CB: Earlier, I heard the magical phrase, "user generated content". How exactly would you put something so variable into a controlled space like Moshi?

MS: The tools we give our users won't give them absolute creative freedom. They will be tools that perform content creation on a very strict basis. For example, users won't be able to upload pictures or give out their location. Obviously, we're doing that to protect the children first and foremonst. But it wouldn't be out of the question to create a tool to allow monster owners to create their own wall paper, for instance, or a tool to create their own puzzles, as I mentioned before.

CB: Along the lines of security, then, how does Moshi Monsters protect the children playing it?

MS: We have a dual layer of security in place with Moshi Monsters. The one bit of freedom given to users is the pinboard, but there's a swear filter in place to make sure no one sends anything nasty. Also, we have moderators taking care of checking these messages as well to make sure nothing gets through.

But, before the message gets posted, we have the receiving player check over the message to make sure it's something they want to display. This effectively prevents cyber-bullying by making sure things the user does not want to post onto their pinboard aren't posted. So, the user is presented with two options – either approve the message or delete it forever.

Also, we have the flagging system, so other users can flag content for moderators to recheck. This way the community can help police itself and make sure that people aren't abusing the pinboard system by approving messages that may have slipped through the first layer of security.

We don't want to wrap kids up in cotton wool and prevent them from saying anything, but we want to still allow them freedom. We want them to be able to express themselves and make new friends, but at the same time we do want to protect them. It's hard, but we think we can do that very effectively through this form of system.

CB: So, we have the challenge of security, and that's the most visible challenge that you have to face when designing a game like this. But what are some of the other challenges that people might not see?

MS: Right now we're running into your standard background challenges, like keeping up with all of the registrations and make sure the site is scaling appropriately. Designing a social network such as Moshi is filled with these little scaling challenges. As your user base grows, the site itself is exponentially growing and becoming more complex. But, I will say this, this is a challenge we like to have. It means the site is doing well and we're doing our jobs well. I'd rather have these challenges than other challenges.

CB: So... spill the beans... you must have a favorite monster type.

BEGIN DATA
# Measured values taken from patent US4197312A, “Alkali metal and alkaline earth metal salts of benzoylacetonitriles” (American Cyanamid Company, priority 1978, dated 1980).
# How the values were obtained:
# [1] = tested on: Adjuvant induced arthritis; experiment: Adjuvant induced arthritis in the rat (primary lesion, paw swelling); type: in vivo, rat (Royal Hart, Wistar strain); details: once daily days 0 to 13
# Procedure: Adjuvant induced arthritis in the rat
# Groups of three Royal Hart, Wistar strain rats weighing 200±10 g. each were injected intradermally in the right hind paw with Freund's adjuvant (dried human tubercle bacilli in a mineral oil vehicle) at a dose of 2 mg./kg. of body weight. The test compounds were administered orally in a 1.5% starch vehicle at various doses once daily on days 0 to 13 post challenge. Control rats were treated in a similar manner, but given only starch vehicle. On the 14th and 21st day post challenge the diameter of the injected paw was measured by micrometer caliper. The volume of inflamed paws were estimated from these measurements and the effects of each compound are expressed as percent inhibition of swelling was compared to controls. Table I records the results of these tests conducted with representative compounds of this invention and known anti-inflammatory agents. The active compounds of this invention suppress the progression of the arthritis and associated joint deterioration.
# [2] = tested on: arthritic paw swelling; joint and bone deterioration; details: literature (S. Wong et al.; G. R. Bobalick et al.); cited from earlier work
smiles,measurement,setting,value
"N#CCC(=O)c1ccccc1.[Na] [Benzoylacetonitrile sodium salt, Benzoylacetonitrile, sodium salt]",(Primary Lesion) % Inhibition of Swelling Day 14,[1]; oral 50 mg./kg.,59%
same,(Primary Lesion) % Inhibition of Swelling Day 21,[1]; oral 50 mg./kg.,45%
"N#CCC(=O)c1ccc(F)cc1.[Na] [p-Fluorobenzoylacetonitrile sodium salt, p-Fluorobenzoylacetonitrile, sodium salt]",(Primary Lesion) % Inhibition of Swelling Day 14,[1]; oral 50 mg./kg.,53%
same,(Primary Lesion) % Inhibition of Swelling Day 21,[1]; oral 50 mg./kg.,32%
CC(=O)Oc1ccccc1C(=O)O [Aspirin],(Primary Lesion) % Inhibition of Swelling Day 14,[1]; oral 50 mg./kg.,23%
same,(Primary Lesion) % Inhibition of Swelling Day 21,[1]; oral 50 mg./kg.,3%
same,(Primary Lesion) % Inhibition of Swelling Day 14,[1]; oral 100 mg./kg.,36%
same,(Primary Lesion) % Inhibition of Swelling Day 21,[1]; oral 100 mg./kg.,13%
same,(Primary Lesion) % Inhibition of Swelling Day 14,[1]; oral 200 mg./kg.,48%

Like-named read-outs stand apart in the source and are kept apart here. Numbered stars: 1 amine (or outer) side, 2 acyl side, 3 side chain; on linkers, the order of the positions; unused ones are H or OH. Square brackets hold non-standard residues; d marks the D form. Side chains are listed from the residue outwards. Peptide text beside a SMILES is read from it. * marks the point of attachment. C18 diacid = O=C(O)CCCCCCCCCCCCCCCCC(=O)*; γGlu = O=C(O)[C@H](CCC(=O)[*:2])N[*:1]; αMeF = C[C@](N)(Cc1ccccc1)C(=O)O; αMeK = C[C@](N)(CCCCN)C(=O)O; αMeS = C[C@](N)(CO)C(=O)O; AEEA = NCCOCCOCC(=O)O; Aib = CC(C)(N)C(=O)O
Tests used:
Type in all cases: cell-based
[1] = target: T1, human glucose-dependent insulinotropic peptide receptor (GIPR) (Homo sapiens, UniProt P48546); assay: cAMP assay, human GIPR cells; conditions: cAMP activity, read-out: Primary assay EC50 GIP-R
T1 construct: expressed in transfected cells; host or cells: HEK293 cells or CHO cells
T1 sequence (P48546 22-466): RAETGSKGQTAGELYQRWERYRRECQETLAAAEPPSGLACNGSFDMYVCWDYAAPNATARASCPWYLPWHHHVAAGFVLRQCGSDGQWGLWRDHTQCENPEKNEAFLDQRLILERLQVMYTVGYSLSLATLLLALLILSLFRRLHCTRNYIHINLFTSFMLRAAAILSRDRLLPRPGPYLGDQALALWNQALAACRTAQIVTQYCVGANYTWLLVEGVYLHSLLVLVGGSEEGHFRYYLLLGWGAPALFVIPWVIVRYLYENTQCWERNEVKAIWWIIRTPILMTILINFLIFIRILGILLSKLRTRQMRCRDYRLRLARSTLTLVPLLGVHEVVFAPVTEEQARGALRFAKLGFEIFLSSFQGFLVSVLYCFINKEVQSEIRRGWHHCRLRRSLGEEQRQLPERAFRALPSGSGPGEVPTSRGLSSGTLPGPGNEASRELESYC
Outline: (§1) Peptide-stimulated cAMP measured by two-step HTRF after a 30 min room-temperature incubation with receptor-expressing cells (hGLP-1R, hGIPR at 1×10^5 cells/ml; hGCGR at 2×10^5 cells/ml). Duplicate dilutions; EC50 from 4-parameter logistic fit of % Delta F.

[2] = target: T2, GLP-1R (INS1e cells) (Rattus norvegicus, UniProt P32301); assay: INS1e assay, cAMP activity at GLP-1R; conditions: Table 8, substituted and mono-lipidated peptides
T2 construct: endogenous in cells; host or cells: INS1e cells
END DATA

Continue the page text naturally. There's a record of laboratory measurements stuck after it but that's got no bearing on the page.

MS: Furi species, for sure. I love their voice, and I think they're the most expressive.

As for the players, the most popular is the cute little Poppet. Girls love how cute they are and their voices as well. The least popular is the zombie type, the Zommer. We thought boys would like that, but for some reason, it's very unpopular. We even put in some fun animations, like him popping his eye out and playing with it, and things like that, but it's just not taking off.

CB: I'll make a Zommer just for you, Michael.

MS: *laughs* Ok, thanks a bunch Colin. He'll appreciate it.

CB: When you're not working on Moshi and caring for your pet, or keeping in contact with Headmaster Kiteway of the Perplex City Academy, what are you doing in your spare time? What games do you have on your platter?

MS: *chuckles* I wish I had more time for games! I really do. But, when you run all of your own businesses, spare time gets pretty sparse.

Lately, I've been tinkering around with a lot of kid related game sites to get ideas for Moshi. I've been spending a lot of time in Club Penguin and Stardoll in particular.

If I'm not on there, I really like multiplayer gaming, and for that I go to my Xbox 360. Currently, my favorite game for that is Burnout Paradise – I really enjoy the free-roaming aspects and the car crashes. The racing in Burnout is really intense, and it's even better with friends.

If I had more time, I'd probably be a higher level in World of Warcraft... right now I'm only a level 3.

Also, I personally think Twitter really counts as a game.

CB: Twitter? How so?

MS: This may not be intentional, but Twitter really does carry a bunch of mechanics that mimic game mechanics. The way the system rewards you for posting good content on a frequent basis, the competition you get into with friends for more followers, they're really addictive game design elements at work, in my opinion.

CB: Ok, before I leave you today, I have to ask out of my own curiosity. Perplex City Stories, season 2. What's the status, any dates? Anything we should keep an eye out for? Should I sit on my front porch with a shotgun, waiting for the Third Power helicopters?

We've got Perplex City on ice at the moment. I want to bring it back in the future, but right now at the rate Moshi is taking off we need to put the main force of the team onto Moshi. Once we get things more stabilized with Moshi, we'll look back into re-opening the Perplex files and making a great game. But for now, because of the growth rate of Moshi and all the chaos surrounding that, I'm afraid I can't give you a date.

CB: So I should put my shotgun away then?

MS: For now, but always keep your eyes to the horizon. You never know what might happen.

Thanks again to Michael Smith for spending some time with us and answering our questions! Remember to go adopt your own monster at www.moshimonsters.com and keep an eye on www.perplexcity.com for any future developments.

This article was originally published on Massively.
The Gaming Iconoclast: Discomfort Zone